Winter Park yoga class raises money for charity

Sweating to raise money

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  • | 7:17 a.m. July 21, 2016
Photo by: Sarah Wilson - Chiropractor Crystal Nix, in pink, participates in the Yoga for a Purpose class in Central Park that she and her husband started to raise money for charity, and support health in the community.
Photo by: Sarah Wilson - Chiropractor Crystal Nix, in pink, participates in the Yoga for a Purpose class in Central Park that she and her husband started to raise money for charity, and support health in the community.
  • Winter Park - Maitland Observer
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In spite of the smothering summer sun in Central Park on Saturday morning, the brightly colored mats were rolled out on the lawn and muscles stretched as 14 yoga participants came together for a cause.

The group united to participate in Movement: Yoga with a Purpose, a free class started by doctors Joel Dayton and Crystal Nix for the community to connect through healthy activity while promoting a chosen charity. They gather the second and fourth Saturday of every month at 8:30 a.m. in Central Park, finding calm and balance in between the farmers market buzz and Park Avenue breakfast bustle.

The doctors, owners of Clear Route Health in Winter Park, graduated from chiropractic school with a dream of starting a charity, so, after opening their office, they organized the yoga group. Free and open to the public, donations given are earmarked for a specific charity that is chosen quarterly by the participants.

The charity chosen for this quarter’s classes changed in light of the Pulse nightclub shooting on June 12 in which 49 people were killed and 53 injured. The doctors chose Planting Peace, which helps spread peace in a hurting world.

“We loved what they stood for – truly about focusing on helping to unify people,” Drayton said. “We loved the fact that his main purpose is to help promote peace in the world because that is something that really resonates with us.”

Nix said, “This group was one of the first three to respond as one of the organizations to help these victims and their families. At least, they were one of the first we could find.”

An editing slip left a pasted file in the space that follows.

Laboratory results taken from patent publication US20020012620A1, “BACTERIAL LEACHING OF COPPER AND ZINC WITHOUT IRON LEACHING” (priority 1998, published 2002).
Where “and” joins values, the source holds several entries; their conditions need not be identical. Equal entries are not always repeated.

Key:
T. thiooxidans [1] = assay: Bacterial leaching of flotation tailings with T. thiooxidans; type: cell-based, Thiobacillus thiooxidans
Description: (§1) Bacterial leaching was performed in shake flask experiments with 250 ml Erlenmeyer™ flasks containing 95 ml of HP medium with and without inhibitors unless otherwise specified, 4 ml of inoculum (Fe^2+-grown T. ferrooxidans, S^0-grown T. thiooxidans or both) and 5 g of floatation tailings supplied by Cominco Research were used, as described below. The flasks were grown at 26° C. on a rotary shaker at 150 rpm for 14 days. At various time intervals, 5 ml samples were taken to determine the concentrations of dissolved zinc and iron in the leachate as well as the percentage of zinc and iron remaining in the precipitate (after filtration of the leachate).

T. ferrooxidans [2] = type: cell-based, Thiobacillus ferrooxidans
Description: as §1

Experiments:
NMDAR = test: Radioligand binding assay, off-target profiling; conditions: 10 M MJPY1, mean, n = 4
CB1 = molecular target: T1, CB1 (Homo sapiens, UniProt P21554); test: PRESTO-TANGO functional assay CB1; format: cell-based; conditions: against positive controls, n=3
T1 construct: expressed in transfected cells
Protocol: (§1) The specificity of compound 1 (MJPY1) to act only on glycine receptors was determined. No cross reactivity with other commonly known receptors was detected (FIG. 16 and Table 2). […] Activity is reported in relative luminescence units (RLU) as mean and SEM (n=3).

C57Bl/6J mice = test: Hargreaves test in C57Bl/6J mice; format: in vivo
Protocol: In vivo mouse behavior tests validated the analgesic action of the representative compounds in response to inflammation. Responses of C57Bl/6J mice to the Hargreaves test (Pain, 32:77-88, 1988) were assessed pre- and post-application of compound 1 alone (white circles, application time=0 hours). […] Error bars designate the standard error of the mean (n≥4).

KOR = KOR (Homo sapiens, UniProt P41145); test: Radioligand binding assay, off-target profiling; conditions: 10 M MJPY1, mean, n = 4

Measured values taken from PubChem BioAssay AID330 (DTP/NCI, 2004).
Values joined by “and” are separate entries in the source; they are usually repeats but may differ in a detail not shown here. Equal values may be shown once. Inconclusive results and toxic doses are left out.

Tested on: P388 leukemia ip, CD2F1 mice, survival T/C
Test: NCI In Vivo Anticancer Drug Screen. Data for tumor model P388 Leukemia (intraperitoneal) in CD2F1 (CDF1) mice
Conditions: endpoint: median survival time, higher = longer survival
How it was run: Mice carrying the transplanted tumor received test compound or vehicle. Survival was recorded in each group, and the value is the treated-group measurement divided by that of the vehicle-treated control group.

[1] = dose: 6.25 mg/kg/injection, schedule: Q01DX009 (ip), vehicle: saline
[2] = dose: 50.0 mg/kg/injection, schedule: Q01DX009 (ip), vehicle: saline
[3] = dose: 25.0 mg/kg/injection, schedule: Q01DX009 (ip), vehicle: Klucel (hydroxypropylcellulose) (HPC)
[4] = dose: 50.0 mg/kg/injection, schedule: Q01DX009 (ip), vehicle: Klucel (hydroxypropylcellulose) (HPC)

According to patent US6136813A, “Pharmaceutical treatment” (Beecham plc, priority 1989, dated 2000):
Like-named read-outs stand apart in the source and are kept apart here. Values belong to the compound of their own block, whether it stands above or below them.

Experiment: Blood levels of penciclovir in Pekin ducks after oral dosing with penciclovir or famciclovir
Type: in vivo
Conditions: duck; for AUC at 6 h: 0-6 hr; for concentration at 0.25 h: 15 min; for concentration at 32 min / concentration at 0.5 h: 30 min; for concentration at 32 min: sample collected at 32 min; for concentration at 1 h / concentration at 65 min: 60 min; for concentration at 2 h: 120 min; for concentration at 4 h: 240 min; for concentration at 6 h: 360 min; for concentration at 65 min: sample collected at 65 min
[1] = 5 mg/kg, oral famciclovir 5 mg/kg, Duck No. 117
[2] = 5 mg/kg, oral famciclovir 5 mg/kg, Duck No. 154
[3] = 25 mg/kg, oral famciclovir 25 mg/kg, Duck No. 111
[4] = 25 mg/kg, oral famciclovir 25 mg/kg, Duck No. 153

The doctors considered different activities to create their community group including Zumba, cooking classes and walking, but Nix said she wanted the community group to be focused on healing and bonding. Yoga became the focus because of the emotional and physical aspects it offers and its connection with chiropractic.

“It helps with what we are already doing,” Nix said. “It helps people to stretch out, strengthen their core, and it’s very calming.”

“I’m really focused on helping the emotional component of who we are and the mental component of who we are in our health.”

Drayton said, “The biggest thing is it really reinforces helping people not be dependent on us. Because our biggest goal is to make sure they’re healing. So, the more that they can strengthen the muscles in their core, the more they are going to be able to do everything else they want to.”

Yoga, according to the doctors, strengthens the core of the body, which counteracts the effects of a sedentary lifestyle.

“We are in a flexed position most of the day when we sit, so that puts a lot of strain on the back,” Drayton said. “Yoga is great because a lot of our exercises we are doing extension rather than flexion.”

Nix said, “It’s just this wonderful all-encompassing exercise – socializing and emotional healing all involved.”

The couple does not teach the yoga – they participate. Ashley Rife, who teaches yoga at the YMCA in Winter Park, conducts the classes for the doctors. They chose her to be the instructor because they observed her modifying positions to help the participants in her classes, and liked that style.

The doctors chose the park for these classes because of the farmers market on Saturdays. After the yoga class, they offer nutritional health and a “Shop with the Doc” opportunity over at the market.

“We help them choose foods that will be healthier for them, and then we actually have hours on Saturday, right after, so that we can treat patients right after if they feel something is out," Drayton said.

Nix and Dayton said the Saturday events encompass everything they want for their community – health, bonding within the group, investment in the community, and the charity.

Anyone can join the group. All anyone needs, said the doctors, is “just a mat and maybe a water bottle.”

But a donation to charity, they said, would be nice too.


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